Diving North America

Great Lakes Diving equals great wreck diving

picture by Warren LoIt’s been estimated that there are more than 10,000 shipwrecks carpeting the bottom of the Great Lakes, and this region offers some of the most exciting wreck diving in the world. The lakes form a huge chain between Canada and the USA with only Lake Michigan completely inside the States, and we connected with three of our SDI TDI training facilities in one corner of the region to get some suggestions of what to dive and what to expect.

Dan Johnson operates Loves Park Scuba, out of Loves Park, Illinois, and runs a charter service off the western shore of nearby Lake Michigan in the Milwaukee / Racine area.

Captain Dan says “our local dives are wonderful, no need to head south at all!”

Dan has been diving these waters since the 1970s and discovered the Kate Kelly (a two masted schooner) and Lumberman (a three masted schooner). These two are his favorite sport-level dives and two of several wrecks he takes his customers to in his custom six-pack dive boat.

Other options for wreck divers visiting Dan include Dredge 906, The Norland, The Prins Willem V, The Wisconsin and the Car Ferry Milwaukee. Depth ranges from 50 feet to 130 so advanced certs are required for most of the really top-level dives. Water temperatures at depth are in the low forties or high thirties with a strong thermocline in summer at safety stop depth where temperatures ‘soar’ to the mid-sixties. The local season runs through the fall, according to Dan.

One sidebar to the diving opportunities at Loves Park Scuba is their 1500 square foot dive museum which features vintage gear and restored artifacts from many Great Lakes wrecks.



Although Keith Cormican at Wazee Sports Center does not run his own boat, he does organize several stellar cold-water wreck dive trips out of his shop in Black River Falls, Wisconsin each year. This season’s line-up includes a multi-dive trip to the Straits of Mackinac. This streach of water between Lakes Huron and Michigan boast some fantastic wreck sites. These include the Eber Ward, Cedarville and Sandusky, three of the most popular advanced dives in the area. But if those wrecks don’t appeal, there are plenty more. The Straits of Mackinac Underwater Preserve has 20 discovered shipwrecks and within the Straits area there are about 20 others. It’s also thought that there are at least three dozen more waiting to be discovered. “And that’s happening on a regular basis,” says Keith Cormican.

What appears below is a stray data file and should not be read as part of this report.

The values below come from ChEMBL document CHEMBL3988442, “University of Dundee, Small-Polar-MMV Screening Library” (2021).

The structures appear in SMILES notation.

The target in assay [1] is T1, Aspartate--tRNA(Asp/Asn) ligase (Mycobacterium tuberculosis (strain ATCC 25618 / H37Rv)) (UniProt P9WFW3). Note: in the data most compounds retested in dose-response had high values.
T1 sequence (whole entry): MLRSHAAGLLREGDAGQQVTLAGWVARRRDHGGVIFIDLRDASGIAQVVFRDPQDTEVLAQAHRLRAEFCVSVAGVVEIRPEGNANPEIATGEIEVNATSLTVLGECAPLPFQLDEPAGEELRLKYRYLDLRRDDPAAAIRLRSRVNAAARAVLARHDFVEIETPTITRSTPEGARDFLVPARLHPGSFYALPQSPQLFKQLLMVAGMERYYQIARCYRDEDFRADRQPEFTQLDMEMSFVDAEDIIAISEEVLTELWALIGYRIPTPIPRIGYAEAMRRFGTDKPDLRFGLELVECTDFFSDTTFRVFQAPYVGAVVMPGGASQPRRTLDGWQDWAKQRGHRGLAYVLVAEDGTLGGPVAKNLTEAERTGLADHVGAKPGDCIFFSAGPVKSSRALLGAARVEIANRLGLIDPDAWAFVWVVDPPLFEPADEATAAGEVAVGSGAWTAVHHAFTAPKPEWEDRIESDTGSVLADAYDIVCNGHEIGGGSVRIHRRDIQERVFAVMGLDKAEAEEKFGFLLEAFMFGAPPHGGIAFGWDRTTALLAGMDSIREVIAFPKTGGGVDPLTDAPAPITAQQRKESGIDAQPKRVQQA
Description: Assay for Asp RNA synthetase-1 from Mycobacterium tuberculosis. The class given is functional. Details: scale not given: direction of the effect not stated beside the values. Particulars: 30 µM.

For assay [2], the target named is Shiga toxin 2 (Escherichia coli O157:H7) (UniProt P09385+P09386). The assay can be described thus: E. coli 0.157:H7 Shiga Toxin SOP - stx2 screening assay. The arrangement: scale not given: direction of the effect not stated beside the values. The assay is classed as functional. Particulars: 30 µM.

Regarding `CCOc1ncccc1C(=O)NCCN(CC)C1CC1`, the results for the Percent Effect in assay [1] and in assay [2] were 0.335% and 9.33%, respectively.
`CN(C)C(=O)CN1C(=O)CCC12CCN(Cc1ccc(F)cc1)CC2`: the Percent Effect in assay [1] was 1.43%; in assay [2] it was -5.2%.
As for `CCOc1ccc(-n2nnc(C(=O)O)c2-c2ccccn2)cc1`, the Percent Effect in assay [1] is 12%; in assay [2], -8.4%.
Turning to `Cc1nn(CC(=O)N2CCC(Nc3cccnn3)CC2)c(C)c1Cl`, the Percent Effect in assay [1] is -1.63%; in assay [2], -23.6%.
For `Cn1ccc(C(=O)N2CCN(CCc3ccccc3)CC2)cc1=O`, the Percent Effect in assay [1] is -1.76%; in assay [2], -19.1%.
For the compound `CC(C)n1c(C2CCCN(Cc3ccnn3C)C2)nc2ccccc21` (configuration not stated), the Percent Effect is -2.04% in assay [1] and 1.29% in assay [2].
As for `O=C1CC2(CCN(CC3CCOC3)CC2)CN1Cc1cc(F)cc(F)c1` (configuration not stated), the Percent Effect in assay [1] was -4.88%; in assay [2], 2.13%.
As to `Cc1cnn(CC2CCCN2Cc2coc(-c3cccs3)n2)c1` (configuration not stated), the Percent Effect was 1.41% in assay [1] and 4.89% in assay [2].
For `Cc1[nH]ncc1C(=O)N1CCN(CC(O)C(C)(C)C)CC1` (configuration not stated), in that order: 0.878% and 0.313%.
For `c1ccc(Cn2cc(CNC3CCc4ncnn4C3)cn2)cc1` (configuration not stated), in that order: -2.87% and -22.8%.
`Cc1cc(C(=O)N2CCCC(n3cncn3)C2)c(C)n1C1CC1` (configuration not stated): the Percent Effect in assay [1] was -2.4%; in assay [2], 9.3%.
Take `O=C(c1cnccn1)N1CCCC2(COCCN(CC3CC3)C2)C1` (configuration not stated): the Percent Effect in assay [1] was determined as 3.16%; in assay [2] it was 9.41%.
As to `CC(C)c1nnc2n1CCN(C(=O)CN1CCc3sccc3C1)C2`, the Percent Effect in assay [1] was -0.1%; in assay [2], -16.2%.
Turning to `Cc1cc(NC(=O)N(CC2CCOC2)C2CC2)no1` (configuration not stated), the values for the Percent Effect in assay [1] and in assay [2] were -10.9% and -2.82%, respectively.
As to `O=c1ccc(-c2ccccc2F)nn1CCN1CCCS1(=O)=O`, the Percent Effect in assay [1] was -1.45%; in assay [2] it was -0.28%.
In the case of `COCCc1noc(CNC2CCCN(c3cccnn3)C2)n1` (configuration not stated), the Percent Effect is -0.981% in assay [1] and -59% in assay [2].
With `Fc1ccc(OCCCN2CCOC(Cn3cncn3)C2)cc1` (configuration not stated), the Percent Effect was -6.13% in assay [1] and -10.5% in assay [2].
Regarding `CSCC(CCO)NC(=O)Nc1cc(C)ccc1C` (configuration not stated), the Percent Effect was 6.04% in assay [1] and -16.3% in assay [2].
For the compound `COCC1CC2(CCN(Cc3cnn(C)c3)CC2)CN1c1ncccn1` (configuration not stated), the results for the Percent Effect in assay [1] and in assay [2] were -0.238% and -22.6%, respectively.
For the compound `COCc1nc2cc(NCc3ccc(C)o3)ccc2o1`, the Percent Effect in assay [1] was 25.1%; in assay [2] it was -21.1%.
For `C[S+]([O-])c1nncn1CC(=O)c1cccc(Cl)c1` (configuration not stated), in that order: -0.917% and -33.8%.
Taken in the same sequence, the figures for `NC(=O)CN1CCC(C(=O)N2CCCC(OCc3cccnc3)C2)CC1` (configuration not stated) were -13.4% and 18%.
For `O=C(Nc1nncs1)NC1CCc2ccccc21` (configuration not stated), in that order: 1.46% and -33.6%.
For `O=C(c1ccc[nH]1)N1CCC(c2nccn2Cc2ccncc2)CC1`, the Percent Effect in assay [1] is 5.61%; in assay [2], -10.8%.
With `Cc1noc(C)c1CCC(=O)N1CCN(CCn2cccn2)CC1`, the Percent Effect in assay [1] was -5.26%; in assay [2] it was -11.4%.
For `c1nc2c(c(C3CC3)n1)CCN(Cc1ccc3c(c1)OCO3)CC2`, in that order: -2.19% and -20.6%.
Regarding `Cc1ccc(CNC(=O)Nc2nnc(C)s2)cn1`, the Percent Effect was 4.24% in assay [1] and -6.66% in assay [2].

Wazee also caters to the technical divers looking for quality coldwater diving. This year Keith is taking a group to Isle Royale, which is about as far west as you can go and still be in the Great Lakes. Trips to dive the wrecks off Isle Royale are always in high demand and this year’s is full, “but contact me for next year!” Keith joked. Wrecks in that area include the Kamloops (a 250 foot long canaler sitting in more than 200 feet of water), the America (at sport depths) and the Emperor (a bulk freighter about 175 feet deep), which Keith says is his favorite.

At Adventures in Diving, owner Peggy Kurpinski makes the boldest claim of all. “We have so many wrecks within easy reach that you could spend a two-week vacation diving with us and never see the same wreck twice!”

Peggy, who’s dive operation is located near Holland, Michigan, points out that there are 12 underwater preserves in the Great Lakes Basin, some with perfectly preserved wrecks at depths to 300 feet, but adds that there are a lot of dives suitable for advanced sport divers.

“We have several shallower wrecks that are interesting dives just off shore in the Southwest Michigan Underwater Preserve,” she says. “One really unusual dive though, and one I’d recommend for the simple visual impact is in the preserve but it’s not a wreck.” The dive she says is called the Clay Banks and is a deposit of fine, pottery quality clay. “Sounds odd promoting a “mud dive” in an reas with some many wonderful wrecks,” she says. “But it is like swimming through the Grand Canyon and it’s shallow enough for just about any level of diver!”


There are literally scores of dive operators running Scuba Diving International™ and Technical Diving International™ courses and fun dives in the Great Lakes Basin from Brockville in the Thousand Islands bordering New York and the Canadian Province of Ontario west to Duluth, Minnesota. Visit https://www.tdisdi.com to find one for you.


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